To reap the benefits of this, though, you want to read the packaging closely. It can get tricky, however, because not every edible in a package comes in a standard dose (e.g. 10 mg). You may buy some gummies and have to calculate how much THC is in each candy, only to find each candy is some odd number, like 17 mg. The best advice is to buy products that use standard doses for each unit. For example, you can find cannabis mints dosed at 5 mg or 10 mg. This makes it really easy to start with a 5 mg and increase from there, rather trying to do some hardcore math! (Don’t forget to reference the handy edible dosage chart included in this article.)
Some people like to consume edibles on an empty stomach or with alcohol because the THC will hit more powerfully on an empty stomach or with alcohol. We don’t recommend that strategy, though, because it’s much harder to predict what sort of outcome to expect.
Instead, make sure you’re well-hydrated, fed, and aren’t on any other substances that could amplify the effects.
If you follow our advice, you should have an enjoyable experience. Don’t expect the worst outcome but take precautions. You’ll want to have plenty of water (for hydration) and a few items on hand in case you do consume too much and you want to temper the effects.
Two essential items are CBD or black pepper. If you feel too high, you can smoke or vape a high-CBD strain, and it will ease the intensity of the THC. Same goes for black pepper. No joke. (Don’t smoke the pepper!) You can chew black peppercorns and feel relief within an hour or less.
This isn’t an old wives tale. It’s backed by scientific literature. Black pepper has terpenes that can attenuate the effects of THC — but don’t take our word for it. In “Taming THC”, an Aug. 2011 article in the British Journal of Pharmacology, scientists explain how terpenes can contribute positively to the “entourage effect,” and how there are terpenes in pepper that can ease the effects of THC.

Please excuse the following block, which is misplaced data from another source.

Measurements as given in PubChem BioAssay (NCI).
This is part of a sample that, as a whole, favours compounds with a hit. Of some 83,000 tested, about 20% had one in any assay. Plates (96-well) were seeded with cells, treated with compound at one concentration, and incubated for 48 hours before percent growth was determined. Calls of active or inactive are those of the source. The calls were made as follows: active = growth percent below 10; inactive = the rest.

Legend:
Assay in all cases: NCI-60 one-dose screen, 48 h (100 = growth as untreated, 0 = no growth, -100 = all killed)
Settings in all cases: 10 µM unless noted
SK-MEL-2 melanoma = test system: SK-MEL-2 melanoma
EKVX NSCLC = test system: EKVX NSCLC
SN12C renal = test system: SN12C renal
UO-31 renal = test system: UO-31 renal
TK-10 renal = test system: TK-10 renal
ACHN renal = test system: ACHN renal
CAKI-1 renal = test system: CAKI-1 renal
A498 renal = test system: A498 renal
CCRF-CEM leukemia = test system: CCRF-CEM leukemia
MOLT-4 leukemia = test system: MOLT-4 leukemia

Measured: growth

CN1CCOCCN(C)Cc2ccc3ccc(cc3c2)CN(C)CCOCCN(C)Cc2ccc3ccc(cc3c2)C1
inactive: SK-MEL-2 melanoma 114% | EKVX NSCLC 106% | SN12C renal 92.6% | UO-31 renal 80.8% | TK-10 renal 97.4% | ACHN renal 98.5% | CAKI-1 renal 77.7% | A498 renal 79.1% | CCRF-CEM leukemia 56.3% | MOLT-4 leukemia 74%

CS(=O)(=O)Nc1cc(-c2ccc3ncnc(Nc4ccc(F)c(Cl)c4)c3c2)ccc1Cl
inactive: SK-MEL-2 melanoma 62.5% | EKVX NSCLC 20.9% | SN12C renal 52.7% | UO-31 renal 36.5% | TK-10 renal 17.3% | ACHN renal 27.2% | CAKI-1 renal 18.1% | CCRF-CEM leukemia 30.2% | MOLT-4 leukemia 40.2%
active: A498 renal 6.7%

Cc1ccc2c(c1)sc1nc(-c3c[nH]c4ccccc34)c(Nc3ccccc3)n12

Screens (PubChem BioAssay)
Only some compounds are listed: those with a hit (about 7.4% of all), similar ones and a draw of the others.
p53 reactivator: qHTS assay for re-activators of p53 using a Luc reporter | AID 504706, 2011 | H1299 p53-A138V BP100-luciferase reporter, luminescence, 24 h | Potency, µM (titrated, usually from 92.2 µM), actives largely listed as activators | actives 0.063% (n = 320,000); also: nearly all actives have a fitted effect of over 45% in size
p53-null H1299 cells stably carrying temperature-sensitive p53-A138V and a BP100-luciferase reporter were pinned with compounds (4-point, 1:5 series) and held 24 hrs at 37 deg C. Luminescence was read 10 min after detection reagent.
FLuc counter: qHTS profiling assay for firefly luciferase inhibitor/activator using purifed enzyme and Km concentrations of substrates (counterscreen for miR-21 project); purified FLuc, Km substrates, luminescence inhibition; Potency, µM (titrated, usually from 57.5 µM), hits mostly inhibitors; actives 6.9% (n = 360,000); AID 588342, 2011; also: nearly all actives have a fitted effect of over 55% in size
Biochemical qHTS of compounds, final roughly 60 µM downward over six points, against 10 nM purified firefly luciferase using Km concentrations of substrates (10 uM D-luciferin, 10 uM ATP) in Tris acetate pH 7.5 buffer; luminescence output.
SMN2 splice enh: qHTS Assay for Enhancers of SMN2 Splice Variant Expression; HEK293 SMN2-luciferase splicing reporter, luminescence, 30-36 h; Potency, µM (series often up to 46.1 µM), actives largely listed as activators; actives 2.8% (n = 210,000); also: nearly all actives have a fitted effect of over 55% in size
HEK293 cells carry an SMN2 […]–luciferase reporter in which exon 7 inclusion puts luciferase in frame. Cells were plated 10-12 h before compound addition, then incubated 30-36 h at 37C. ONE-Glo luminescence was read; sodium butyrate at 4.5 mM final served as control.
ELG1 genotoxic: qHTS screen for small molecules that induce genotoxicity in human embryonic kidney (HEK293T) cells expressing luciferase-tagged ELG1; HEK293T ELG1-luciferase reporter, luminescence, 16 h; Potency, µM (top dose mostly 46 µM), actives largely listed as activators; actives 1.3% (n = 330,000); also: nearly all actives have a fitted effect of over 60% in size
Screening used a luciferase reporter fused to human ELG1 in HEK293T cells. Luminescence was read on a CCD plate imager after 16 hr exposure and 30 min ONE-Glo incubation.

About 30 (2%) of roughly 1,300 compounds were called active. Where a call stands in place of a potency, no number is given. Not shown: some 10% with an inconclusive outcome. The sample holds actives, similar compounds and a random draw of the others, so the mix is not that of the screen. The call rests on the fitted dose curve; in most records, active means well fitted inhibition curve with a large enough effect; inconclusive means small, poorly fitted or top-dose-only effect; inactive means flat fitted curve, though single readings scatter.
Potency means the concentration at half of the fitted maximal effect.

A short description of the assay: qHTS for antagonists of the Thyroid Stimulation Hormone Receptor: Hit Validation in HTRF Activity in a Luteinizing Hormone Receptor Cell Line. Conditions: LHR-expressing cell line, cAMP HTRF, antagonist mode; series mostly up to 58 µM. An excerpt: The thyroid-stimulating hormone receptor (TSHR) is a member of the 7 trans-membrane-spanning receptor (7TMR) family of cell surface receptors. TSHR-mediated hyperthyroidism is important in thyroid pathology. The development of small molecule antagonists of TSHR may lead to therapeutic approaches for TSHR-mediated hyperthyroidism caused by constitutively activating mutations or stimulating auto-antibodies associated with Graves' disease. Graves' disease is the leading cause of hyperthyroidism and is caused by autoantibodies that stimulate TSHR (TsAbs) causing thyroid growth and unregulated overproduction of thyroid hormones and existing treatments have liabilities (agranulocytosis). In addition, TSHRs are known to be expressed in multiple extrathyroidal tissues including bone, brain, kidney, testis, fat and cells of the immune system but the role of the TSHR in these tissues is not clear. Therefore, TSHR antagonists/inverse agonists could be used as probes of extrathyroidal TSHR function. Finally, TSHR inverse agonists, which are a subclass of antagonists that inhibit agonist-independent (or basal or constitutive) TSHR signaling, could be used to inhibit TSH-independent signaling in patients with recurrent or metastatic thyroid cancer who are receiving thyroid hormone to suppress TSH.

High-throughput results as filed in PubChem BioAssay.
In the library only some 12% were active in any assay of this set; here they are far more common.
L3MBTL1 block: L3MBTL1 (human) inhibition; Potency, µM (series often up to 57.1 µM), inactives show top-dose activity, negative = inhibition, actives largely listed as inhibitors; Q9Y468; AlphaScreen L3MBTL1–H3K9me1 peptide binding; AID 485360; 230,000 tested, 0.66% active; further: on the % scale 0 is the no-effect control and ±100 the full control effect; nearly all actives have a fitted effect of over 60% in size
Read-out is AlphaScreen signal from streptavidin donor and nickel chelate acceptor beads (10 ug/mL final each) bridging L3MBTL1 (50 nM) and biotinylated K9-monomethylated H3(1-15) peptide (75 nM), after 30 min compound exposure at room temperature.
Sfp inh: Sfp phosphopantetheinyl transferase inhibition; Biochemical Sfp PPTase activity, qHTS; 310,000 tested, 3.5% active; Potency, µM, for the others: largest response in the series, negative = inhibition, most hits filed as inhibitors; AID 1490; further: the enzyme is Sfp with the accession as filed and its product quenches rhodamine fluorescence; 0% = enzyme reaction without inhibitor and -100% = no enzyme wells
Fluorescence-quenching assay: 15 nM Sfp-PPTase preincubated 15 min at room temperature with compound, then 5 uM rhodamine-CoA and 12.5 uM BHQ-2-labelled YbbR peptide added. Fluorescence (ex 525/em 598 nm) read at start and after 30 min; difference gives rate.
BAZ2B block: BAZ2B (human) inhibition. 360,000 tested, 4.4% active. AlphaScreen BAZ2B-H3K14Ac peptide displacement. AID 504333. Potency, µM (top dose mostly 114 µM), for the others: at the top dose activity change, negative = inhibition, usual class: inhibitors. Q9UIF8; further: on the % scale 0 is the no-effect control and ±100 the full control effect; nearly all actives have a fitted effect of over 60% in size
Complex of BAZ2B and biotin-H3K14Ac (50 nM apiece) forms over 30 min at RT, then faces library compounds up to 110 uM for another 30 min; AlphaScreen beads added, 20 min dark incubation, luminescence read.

When you consume an edible, especially if it’s your first time, be sure to do it in an environment where you feel safe and comfortable, like your home with friends around (preferably ones who’ve used edibles before). Avoid consuming edibles in environments that are unfamiliar to you that could negatively impact your experience.
This is the most important advice when it comes to edibles. Start low and go slow. You can always increase the dose later, but it’s harder to reverse the dose after you’ve already consumed it.
The standard dose is 10 mg. People who use edibles a lot will laugh at that dosage because there are plenty of people who have no issues consuming 100 mg, 200 mg, or even more. If you get to a point where you need to consume at least 100 mg to feel anything, you’re using too often and should probably consider taking a break. Sure, there are exceptions, but from a scientific perspective, 100 mg is a lot of THC. Chronic pain studies have shown that the ideal dose for most people who are looking to relieve pain (and not necessarily get high) is under 10 mg.
If you’re pretty experienced with cannabis, you should be fine starting with 10 mg, a standard dose, less if you’re female. If you’re a newbie or THC-sensitive, start with half or a quarter of a standard dose. Again, don’t mix edibles with alcohol or other drugs, including over-the-counter, prescription, or illicit. We can’t stress this enough: have the edible dosage chart handy before you imbibe.
This one’s simple. Be patient. Unlike smoking cannabis which affects you near-instantaneously, edibles take a while before you feel the effects. It really depends on your weight, metabolism, and diet, but it can be as fast as 15 – 30 minutes and as long as 90 minutes.
We hope this guide allows you to enjoy your edibles experience! Remember to review the edible dosage chart before you embark on your journey.
We’re Here to Help!
You’ve got the guide. You’ve got the edible dosage chart. But, still not sure which edible to start with? No problem! Talk to one of Have a Heart’s dedicated budtenders for some recommendations based on your desired effects! If you’re in the Seattle area, check out our Belltown online menu. Visit our locations page for menus (and directions) from all our dispensaries.